Remember, Rand Paul's big selling point is that he's a moderate, a Republican who supports criminal justice reform and legalization of marijuana. The fact he's a standard right wing nut job on most other things doesn't seem to matter, and the fact that he's a screaming tinfoil-hatted douchebag on everything else certainly doesn't seem to get enough play.
As this government-bashing tea partier moves toward a White House bid, journalists scrutinize his every wiggle and whisper. But one core component of his political personality has largely escaped exploration: The senator is close to being a full-blown conspiracy theorist.
In 2010, before winning his Senate seat, Paul sat for an interview with Luke Rudkowski, a libertarian YouTube personality who specializes in quizzing political leaders about the plot to establish a "one-world socialist government." Rudkowski asked what Paul knew of the Bilderberg Group, a collection of government and business leaders whose annual conference is a favorite target of conspiracy-mongers. Paul replied, "Only what I've learned from Alex Jones." That's right: Alex Jones, the radio host who claims that Bilderberg is a key part of a global plot to create a "scientific dictatorship" that will exterminate the "useless eaters," a.k.a. 80 percent of the human population.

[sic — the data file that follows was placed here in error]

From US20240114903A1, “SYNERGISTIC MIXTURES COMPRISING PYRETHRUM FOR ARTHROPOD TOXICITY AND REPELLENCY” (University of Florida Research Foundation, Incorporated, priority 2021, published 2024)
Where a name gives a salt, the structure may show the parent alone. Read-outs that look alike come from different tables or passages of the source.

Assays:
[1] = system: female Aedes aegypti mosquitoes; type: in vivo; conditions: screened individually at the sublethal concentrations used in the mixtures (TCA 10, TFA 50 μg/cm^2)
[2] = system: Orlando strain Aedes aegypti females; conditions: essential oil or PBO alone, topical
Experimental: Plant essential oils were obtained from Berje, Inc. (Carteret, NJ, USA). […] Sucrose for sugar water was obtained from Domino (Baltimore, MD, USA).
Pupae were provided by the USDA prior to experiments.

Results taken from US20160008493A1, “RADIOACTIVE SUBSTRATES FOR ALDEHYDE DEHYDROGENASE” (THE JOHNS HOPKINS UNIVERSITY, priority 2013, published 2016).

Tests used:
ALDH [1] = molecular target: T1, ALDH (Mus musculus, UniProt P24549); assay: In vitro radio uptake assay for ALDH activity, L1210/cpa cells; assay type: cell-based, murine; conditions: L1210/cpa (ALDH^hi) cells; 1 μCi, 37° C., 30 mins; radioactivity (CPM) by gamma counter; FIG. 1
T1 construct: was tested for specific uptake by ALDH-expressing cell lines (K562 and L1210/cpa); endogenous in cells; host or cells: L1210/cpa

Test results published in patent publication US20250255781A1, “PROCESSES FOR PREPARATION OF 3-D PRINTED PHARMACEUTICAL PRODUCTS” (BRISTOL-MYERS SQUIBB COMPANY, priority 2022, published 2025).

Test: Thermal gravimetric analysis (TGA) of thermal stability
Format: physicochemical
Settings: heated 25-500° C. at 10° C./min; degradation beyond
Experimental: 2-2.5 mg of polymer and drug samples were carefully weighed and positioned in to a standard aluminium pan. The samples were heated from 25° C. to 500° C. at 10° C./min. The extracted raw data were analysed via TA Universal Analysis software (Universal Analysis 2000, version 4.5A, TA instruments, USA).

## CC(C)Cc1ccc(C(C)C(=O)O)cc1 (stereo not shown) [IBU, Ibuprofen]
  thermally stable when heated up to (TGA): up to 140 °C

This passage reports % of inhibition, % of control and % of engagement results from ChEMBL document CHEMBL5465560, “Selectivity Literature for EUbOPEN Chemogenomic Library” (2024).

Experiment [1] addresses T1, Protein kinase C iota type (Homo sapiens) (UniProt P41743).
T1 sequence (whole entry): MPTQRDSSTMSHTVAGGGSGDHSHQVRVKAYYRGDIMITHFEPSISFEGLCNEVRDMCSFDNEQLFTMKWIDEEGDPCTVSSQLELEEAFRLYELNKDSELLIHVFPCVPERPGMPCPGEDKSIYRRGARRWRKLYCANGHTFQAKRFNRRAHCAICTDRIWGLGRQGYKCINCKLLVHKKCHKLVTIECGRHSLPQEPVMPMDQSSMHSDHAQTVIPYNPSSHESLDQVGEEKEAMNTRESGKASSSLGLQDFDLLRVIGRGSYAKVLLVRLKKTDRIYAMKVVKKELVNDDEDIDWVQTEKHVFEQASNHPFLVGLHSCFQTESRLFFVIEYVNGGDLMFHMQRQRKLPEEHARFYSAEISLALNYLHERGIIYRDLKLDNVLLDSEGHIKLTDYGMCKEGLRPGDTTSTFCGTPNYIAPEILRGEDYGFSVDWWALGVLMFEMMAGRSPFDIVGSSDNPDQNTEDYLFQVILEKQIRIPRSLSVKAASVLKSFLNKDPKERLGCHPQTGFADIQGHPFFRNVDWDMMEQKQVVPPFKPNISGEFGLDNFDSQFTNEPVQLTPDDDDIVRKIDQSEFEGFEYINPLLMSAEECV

Rand Paul is nuts.
Paul had his own conspiracy theory about 9/11. In speeches in 2008 and 2009, he warned about the influence of military contractors and zeroed in on Halliburton, the corporation that Dick Cheney headed before becoming vice president. Cheney, he noted, opposed the advance of American troops into Baghdad when he was defense secretary during the first Gulf War. Yet as veep he changed his mind because, Paul explained, the war would benefit Halliburton with a "billion-dollar no-bid contract."
Rand Paul is bug nuts.
Paul also has embraced one of the conspiracy theories promoted by his father, former Texas Rep. Ron Paul: that leaders from the United States, Canada, and Mexico are seeking to merge their countries into a socialist megastate that would issue the "Amero" currency to replace US and Canadian dollars and the Mexican peso. (Anti-feminist campaigner Phyllis Schlafly and Jerome Corsi, who led the 2004 Swift Boat Veterans for Truth campaign, are among the key proponents of this idea.)
At an appearance for his father's 2008 presidential campaign in Bozeman, Montana, Rand Paul was asked what steps his dad would take to thwart the scheme to impose a North American superstate. The first thing to do, he said, was "publicizing that it's going on" and pushing Congress to "stop it." He insisted the Amero push was "a real thing" but cautioned, "If you talk about it like it's a conspiracy, they'll paint you as a nut. It's not a conspiracy, they're out in the open about it. I guarantee it's one of their long-term goals—to have one sort of borderless mass continent." He did not specify who "they" were.
Rand Paul is completely effing nuts.
But he's still a contender?